Single and loving it – why being alone isn’t the same as being lonely

By Jamie Trezise

Now I don’t mean to sound sarcastic when I say that I don’t need a girlfriend.

It’s not because I’m afraid of commitment. It’s not because I have intimacy issues. It’s not because I’ve taken a vow of celibacy and become a Benedictine monk (although I’ve been very tempted).

It’s because I am yet to meet that special someone (that’s cliché number one of many to come). And just because I am single, doesn’t mean I get lonely.

 

 “Freedom”

 

Without the ol’ ball and chain, I have so much freedom.

I don’t mean freedom to go out and hook up with random people, I mean freedom to spend time with friends.

There is the age-old story of that friend who gets into a relationship, and is never to be seen again. I’m not saying those people in relationships don’t have the time for their friends, but there is nothing like staying up until 2am playing Battlefield 4 and eating Dominos.

If you find a girlfriend who will do that with you, you must ask her to marry you immediately.

 

“The art of three-wheeling…”

 

Just because I happen to be single, doesn’t mean I can’t hang out with couples. Over the years, I have mastered the difficult art of third-wheeling. In fact, it sometimes seems like I’m the most important person in the relationship.

Some of the best times I’ve had is when I’ve just hung out with my mates who have got together, and it’s like things haven’t changed at all. We’ve played board games, gone on picnics and watched films. Some of my closest friends ended up going out, and we all became closer because of it.

 

“spending time with people keeps the loneliness at bay”

 

A few of my friends in relationships (and some single people… and my parents…) do ask me how I spend most of my spare time when I’m not at work. Apart from writing these articles, I simply hang out with my friends.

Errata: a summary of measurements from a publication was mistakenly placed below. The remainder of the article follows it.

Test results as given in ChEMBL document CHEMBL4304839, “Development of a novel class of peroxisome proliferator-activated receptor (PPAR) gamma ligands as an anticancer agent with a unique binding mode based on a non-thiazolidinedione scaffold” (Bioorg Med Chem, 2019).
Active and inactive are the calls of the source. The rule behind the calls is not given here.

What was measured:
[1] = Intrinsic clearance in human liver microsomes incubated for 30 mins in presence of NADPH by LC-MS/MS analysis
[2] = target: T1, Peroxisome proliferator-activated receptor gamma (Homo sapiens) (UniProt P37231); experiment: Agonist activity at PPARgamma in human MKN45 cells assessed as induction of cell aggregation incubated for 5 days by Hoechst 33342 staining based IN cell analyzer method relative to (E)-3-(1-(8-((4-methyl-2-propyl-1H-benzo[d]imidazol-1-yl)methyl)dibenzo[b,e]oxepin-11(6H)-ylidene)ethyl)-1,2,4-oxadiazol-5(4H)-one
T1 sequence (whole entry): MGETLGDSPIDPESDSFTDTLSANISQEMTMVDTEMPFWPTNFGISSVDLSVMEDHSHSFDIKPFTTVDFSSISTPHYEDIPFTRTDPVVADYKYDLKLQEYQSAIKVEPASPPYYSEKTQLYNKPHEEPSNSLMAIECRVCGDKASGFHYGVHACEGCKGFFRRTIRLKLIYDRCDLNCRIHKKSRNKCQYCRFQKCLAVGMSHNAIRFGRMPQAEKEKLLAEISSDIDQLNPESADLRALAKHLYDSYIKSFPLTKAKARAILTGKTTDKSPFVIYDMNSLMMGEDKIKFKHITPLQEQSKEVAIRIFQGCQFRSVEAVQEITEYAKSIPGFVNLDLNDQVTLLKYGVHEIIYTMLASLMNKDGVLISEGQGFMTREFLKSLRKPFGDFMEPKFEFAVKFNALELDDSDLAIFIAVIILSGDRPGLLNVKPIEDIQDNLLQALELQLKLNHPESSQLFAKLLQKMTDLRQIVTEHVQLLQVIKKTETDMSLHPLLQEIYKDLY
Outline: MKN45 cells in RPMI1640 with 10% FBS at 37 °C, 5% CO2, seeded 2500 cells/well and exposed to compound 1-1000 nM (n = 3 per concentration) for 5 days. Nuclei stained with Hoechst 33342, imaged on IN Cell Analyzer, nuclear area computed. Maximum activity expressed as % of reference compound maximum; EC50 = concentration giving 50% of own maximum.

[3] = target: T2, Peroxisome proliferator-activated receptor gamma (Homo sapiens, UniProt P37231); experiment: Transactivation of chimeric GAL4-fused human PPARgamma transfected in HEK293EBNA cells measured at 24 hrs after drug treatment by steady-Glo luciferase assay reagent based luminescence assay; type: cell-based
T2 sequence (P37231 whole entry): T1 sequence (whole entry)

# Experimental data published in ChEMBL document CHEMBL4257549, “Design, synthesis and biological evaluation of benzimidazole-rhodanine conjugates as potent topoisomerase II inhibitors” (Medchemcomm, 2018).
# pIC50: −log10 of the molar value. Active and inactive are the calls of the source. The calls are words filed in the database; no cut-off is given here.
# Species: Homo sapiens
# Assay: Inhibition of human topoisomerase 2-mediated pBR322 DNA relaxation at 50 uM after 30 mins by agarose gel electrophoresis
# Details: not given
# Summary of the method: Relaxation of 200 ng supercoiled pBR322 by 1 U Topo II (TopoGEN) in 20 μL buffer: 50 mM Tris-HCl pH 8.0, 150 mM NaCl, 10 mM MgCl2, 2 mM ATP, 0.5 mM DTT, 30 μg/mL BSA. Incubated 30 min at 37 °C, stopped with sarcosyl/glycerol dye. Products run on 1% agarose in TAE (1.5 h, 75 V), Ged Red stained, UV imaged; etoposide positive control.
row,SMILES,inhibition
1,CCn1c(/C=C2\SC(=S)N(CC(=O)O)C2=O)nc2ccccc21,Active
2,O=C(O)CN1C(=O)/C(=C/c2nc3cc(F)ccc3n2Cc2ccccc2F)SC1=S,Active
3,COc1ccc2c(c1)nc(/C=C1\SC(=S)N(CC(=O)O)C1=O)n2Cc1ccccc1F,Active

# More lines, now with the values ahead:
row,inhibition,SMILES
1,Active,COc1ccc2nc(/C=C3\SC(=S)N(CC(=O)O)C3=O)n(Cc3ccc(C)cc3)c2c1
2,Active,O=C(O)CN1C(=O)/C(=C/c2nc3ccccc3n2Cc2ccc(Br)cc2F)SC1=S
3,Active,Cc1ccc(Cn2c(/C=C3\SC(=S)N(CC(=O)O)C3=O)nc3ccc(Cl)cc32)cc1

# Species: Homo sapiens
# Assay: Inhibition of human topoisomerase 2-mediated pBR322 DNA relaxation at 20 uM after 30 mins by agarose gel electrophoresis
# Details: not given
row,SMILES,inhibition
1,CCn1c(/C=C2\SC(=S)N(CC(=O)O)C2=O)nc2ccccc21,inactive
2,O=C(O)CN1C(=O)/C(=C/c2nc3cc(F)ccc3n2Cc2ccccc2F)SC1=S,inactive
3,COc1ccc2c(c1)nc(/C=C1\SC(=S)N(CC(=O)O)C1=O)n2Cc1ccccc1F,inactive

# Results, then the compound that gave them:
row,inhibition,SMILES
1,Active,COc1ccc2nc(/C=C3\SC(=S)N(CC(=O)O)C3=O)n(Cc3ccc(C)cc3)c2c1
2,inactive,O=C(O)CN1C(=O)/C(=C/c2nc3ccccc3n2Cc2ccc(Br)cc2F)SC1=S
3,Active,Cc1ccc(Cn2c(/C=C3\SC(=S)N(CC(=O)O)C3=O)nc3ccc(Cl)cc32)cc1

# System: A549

Yes, I mainly do this in one of my town’s best establishments (by that I mean the pub). The Cricketers pub has been the place for top quality banter, deep conversations and hopeless attempts at flirting. Just spending time with people keeps the loneliness at bay.

The pub is great, but obviously the country is still recovering from a global financial crisis, so we don’t always have the money to go out. I have spent many hours just sitting out in the countryside with my friends, having a great time.

I’ve never, ever felt alone, because I have these great people around me.

 

“Independence”

 

Being single also allows for independence. I don’t have to worry about being whipped, which basically every male friend of mine is. Whuppah! (That one is for the die-hard Friends fans.)

I can do what I want to do, when I want to do it (as long as my mum says yes). Some of my friends have to ask permission from their other halves before they can go to the toilet, let alone go out the house.

I’m loving the freedom I have without a girlfriend, but I won’t lie – I would appreciate having  someone to tell me what I’m doing is a very bad idea…

 

“[Friends] support me in my singleness”

 

I think the best way not to be lonely whilst alone is to surround yourself with a group of absolute legends. My friends (and their respective partners) are such a good laugh to be around, and they don’t push the fact that they are happy and more likely to get married and be happy forever on me.

They support me in my singleness, and thankfully they wing-man for me at every available opportunity.

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